To get people more comfortable talking about sex, Montana Advocates for Sexual Health (MASH) hosted a Sex Trivia night last Wednesday, Nov. 5. Tanner Muggli, president of MASH, said that the goal of the club is to “promote a sex positive message and to educate the community on sexual health.” Many people think of sex as a social stigma. Even if you think something isn’t sexually normal, it probably is. There is at least one other person out there, probably several, that have gone through or are going through something that you are experiencing right now.
At Sex Trivia, each table seated several people, to made up a team. Each team read the question on the projection and came up with an answer among themselves before writing down their decision on the score sheet provided (there was a mix of multiple choice and short answer questions). Each round was tallied to see which team won.
In between rounds, a member of each team would compete one against one, each team representative tried to put the condom on a wooden phallus before their competitor without breaking it. For Pictionary, one player from each team was handed a white board and got to pick a word from the bag (Anatomy, Position or Birth Control), and their team had to find out what the word was before any of the other teams guessed their own words. Winners received prizes donated by Erotique, and all players could take condoms home from the hundreds spread over the various tables.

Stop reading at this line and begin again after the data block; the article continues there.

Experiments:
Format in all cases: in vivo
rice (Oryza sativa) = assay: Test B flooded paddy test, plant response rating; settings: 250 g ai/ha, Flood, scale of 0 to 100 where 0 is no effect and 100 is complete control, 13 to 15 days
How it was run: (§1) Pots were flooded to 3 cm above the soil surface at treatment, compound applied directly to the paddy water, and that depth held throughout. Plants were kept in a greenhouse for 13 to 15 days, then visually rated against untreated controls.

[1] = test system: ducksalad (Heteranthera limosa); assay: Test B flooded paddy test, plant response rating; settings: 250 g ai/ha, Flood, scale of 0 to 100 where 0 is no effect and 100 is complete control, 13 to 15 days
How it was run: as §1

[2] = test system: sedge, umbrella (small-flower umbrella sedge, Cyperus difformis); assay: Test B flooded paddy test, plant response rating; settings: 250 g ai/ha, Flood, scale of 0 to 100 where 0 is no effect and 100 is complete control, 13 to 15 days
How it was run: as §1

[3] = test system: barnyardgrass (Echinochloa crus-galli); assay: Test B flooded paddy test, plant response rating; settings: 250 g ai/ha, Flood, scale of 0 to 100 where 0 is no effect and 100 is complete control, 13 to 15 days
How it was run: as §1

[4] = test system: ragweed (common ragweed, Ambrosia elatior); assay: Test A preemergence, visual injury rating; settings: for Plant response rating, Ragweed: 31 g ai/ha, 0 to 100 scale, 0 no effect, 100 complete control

With the Sex Trivia event in its second year, fellow player Samantha noted that she found it interesting that the event was mainly made up of women. Five men showed up to test their knowledge of sex trivia, compared to over 20 women. This raises the question: do men think they already know everything they need to, that women are simply more open to discussing intimate subjects?
For those who didn’t make it to the event, here are some fun facts we all learned that you may not have already known:
The original rubber condom was really thick, not lubricated, smelled like sulfur and could be reused (please don’t reuse your condom. Modern ones aren’t made that way anymore.).
Marilyn Monroe appeared on the cover of the first issue of Playboy.
Alfred Kinsey could place a toothbrush (bristles first) up his urethra (no one at the event was able to figure out why he would try this).
Lucille Ball was not allowed to use the term “pregnant” on her 1950s show, “I Love Lucy.” (The episode during which she discovers her pregnancy was titled “Lucy is Enciente,” which is French for pregnant).
According to the national average, 375 women and 11 men were sexually assaulted at MSU last year.